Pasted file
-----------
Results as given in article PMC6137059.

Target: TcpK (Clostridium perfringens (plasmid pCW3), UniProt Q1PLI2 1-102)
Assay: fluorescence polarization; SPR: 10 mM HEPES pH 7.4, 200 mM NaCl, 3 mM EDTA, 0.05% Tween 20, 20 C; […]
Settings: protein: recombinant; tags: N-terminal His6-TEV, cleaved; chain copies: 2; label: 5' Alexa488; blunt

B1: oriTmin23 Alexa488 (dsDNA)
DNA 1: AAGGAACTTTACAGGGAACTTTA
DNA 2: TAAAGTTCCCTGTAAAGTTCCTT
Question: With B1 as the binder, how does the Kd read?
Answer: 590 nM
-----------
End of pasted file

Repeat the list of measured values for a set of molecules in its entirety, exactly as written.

Results as given in article PMC6137059.

Target: TcpK (Clostridium perfringens (plasmid pCW3), UniProt Q1PLI2 1-102)
Assay: fluorescence polarization; SPR: 10 mM HEPES pH 7.4, 200 mM NaCl, 3 mM EDTA, 0.05% Tween 20, 20 C; […]
Settings: protein: recombinant; tags: N-terminal His6-TEV, cleaved; chain copies: 2; label: 5' Alexa488; blunt

B1: oriTmin23 Alexa488 (dsDNA)
DNA 1: AAGGAACTTTACAGGGAACTTTA
DNA 2: TAAAGTTCCCTGTAAAGTTCCTT
Question: With B1 as the binder, how does the Kd read?
Answer: 590 nM